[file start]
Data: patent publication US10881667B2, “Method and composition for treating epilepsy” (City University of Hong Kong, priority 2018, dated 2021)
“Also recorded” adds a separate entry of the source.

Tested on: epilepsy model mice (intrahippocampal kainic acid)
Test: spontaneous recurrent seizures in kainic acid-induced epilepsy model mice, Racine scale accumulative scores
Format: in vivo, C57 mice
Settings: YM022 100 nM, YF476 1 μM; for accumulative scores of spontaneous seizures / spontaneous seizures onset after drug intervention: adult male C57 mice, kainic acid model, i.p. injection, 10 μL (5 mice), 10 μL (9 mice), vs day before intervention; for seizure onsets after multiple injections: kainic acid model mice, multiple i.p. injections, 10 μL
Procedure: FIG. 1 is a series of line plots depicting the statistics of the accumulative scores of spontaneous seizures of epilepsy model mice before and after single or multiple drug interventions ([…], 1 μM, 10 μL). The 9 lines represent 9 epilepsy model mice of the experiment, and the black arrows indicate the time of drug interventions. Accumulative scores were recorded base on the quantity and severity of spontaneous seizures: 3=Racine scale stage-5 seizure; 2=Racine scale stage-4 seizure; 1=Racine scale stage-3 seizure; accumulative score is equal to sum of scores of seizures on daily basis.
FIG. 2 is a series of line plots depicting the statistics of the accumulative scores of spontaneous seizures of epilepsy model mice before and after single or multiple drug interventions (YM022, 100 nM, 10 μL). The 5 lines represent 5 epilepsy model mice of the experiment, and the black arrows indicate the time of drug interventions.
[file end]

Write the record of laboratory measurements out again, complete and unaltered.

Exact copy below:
Data: patent publication US10881667B2, “Method and composition for treating epilepsy” (City University of Hong Kong, priority 2018, dated 2021)
“Also recorded” adds a separate entry of the source.

Tested on: epilepsy model mice (intrahippocampal kainic acid)
Test: spontaneous recurrent seizures in kainic acid-induced epilepsy model mice, Racine scale accumulative scores
Format: in vivo, C57 mice
Settings: YM022 100 nM, YF476 1 μM; for accumulative scores of spontaneous seizures / spontaneous seizures onset after drug intervention: adult male C57 mice, kainic acid model, i.p. injection, 10 μL (5 mice), 10 μL (9 mice), vs day before intervention; for seizure onsets after multiple injections: kainic acid model mice, multiple i.p. injections, 10 μL
Procedure: FIG. 1 is a series of line plots depicting the statistics of the accumulative scores of spontaneous seizures of epilepsy model mice before and after single or multiple drug interventions ([…], 1 μM, 10 μL). The 9 lines represent 9 epilepsy model mice of the experiment, and the black arrows indicate the time of drug interventions. Accumulative scores were recorded base on the quantity and severity of spontaneous seizures: 3=Racine scale stage-5 seizure; 2=Racine scale stage-4 seizure; 1=Racine scale stage-3 seizure; accumulative score is equal to sum of scores of seizures on daily basis.
FIG. 2 is a series of line plots depicting the statistics of the accumulative scores of spontaneous seizures of epilepsy model mice before and after single or multiple drug interventions (YM022, 100 nM, 10 μL). The 5 lines represent 5 epilepsy model mice of the experiment, and the black arrows indicate the time of drug interventions.